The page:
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Adv Geriatr Med Res. 2020;2(2):e200011.


Going beyond Lifespan in Comparative Biology of Aging

Jean-François Lemaître 1,* , Michael Garratt 2, Jean-Michel Gaillard 1

1 Univ Lyon, Université Lyon 1, CNRS, Laboratoire de Biométrie et Biologie Évolutive UMR 5558, F-69622, Villeurbanne, 69622, France

2 School of Biomedical Sciences, Department of Anatomy, University of Otago, Dunedin, 9054, New Zealand

* Correspondence: Jean-François Lemaître.

Received: 31 January 2020; Accepted: 10 March 2020; Published: 16 March 2020


Over the last few decades, comparative biology of aging has aimed to identify factors responsible for the huge variability in lifespan observed across the animal kingdom. While these studies have undeniably improved our understanding of the complex processes that shape lifespan, we argue that time has now come to focus on specific aging metrics (e.g., age at the onset of aging, rate of aging) rather than on lifespan. Such a shift in research programs would help decipher the fine-scale mechanisms shaping age-specific mortality profiles across the tree of life.

KEYWORDS: biogerontology; comparative biology; demography; senescence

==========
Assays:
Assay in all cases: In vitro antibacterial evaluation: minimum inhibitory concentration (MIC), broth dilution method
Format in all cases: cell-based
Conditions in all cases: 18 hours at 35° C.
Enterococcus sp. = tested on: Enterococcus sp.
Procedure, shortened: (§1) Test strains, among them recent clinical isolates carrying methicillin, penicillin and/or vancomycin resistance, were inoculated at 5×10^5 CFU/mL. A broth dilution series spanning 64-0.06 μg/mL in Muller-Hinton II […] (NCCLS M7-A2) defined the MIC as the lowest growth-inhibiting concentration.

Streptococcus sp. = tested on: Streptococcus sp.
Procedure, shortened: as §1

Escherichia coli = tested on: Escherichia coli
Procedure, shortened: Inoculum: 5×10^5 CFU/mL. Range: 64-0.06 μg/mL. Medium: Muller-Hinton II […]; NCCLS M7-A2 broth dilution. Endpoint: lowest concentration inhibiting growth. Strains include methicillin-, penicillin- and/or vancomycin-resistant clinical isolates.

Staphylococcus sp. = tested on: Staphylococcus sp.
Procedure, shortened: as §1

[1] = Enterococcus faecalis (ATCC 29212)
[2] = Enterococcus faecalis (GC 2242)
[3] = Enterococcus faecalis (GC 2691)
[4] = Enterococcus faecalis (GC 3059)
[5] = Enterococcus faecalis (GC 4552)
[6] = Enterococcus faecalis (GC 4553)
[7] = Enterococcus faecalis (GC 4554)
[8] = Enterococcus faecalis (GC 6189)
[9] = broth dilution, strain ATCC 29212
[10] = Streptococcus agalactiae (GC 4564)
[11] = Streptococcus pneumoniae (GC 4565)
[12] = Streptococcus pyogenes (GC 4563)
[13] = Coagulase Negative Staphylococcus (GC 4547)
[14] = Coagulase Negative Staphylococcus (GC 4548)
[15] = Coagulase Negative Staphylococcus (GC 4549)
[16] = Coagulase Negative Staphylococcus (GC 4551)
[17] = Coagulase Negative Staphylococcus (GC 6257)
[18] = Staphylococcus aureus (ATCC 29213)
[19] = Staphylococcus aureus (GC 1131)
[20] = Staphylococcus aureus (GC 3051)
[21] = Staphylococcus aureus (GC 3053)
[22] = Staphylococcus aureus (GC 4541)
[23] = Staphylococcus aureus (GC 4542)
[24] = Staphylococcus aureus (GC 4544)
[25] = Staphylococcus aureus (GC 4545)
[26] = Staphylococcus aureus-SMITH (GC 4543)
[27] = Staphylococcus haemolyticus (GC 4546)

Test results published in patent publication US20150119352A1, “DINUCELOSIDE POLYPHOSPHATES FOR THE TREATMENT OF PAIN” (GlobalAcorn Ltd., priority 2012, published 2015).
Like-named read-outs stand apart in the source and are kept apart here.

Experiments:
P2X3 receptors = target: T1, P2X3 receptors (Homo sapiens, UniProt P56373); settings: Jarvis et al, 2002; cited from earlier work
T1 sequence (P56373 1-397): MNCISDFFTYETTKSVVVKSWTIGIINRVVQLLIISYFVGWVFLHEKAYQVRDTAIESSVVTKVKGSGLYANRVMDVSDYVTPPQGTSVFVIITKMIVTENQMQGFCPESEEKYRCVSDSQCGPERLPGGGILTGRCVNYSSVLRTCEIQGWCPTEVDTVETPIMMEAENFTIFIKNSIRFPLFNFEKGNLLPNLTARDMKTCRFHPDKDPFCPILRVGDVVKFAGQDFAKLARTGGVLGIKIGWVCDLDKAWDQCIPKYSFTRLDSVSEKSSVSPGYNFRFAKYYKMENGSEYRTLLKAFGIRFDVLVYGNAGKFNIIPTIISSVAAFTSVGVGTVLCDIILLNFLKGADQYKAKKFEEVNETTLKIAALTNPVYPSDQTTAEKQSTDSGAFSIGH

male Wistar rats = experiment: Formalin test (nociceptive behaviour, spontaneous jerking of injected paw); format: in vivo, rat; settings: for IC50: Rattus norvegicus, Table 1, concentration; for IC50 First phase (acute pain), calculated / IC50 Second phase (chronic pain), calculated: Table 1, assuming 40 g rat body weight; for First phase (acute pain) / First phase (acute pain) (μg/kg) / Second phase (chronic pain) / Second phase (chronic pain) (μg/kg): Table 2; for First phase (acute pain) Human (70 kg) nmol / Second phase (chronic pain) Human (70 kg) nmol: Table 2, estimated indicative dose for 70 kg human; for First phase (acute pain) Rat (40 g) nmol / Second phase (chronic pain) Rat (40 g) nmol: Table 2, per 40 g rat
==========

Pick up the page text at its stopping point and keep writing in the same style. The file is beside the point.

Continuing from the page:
Lifespan is one of the most variable life history traits in the animal kingdom, lasting from days to centuries (e.g., Nielsen et al. 2016 [1]). This huge variability has fascinated the scientific community for a very long time and a large body of research has been devoted to the identification of its evolutionary roots, as well as its biological underlying mechanisms. Among the ecological and biological correlates of lifespan across species, body mass is undeniably one of the most important. Many comparative studies have demonstrated that lifespan is closely associated with body size according to an allometric relationship (i.e., Ln(Longevity) = Ln(α) + βLn(Body Size), with Ln(α) being the allometric intercept and β being the allometric exponent) with an allometric exponent generally close to 0.25 when body mass is used as a measure of body size (Lindstedt & Calder 1981 [2]). As body mass explains a large amount of the observed variation in lifespan, species that break this relationship, such as bats (e.g., Brandt’s bat, Myotis brandti) or naked mole rats (Heterocephalus glaber) (see Austad 2010 [3] for a review) are highly valuable models for biomedical researchers who seek to crack the mysteries of extreme longevity (e.g., Gorbunova et al., 2014 [4]). Most comparative biology of aging research performed in biogerontological science aims to identify genetic, cellular or physiological correlates of lifespan, once accounting for the allometric scale and the phylogenetic relatedness across species. So far, these comparative analyses have been insightful, highlighting for example the key role played by biochemical and genetic factors (e.g., Ma et al., 2015 [5]). However, we argue here that time has come to not only focus investigations on lifespan as a metric of aging, but to embrace the full pattern of age-specific mortality displayed by organisms.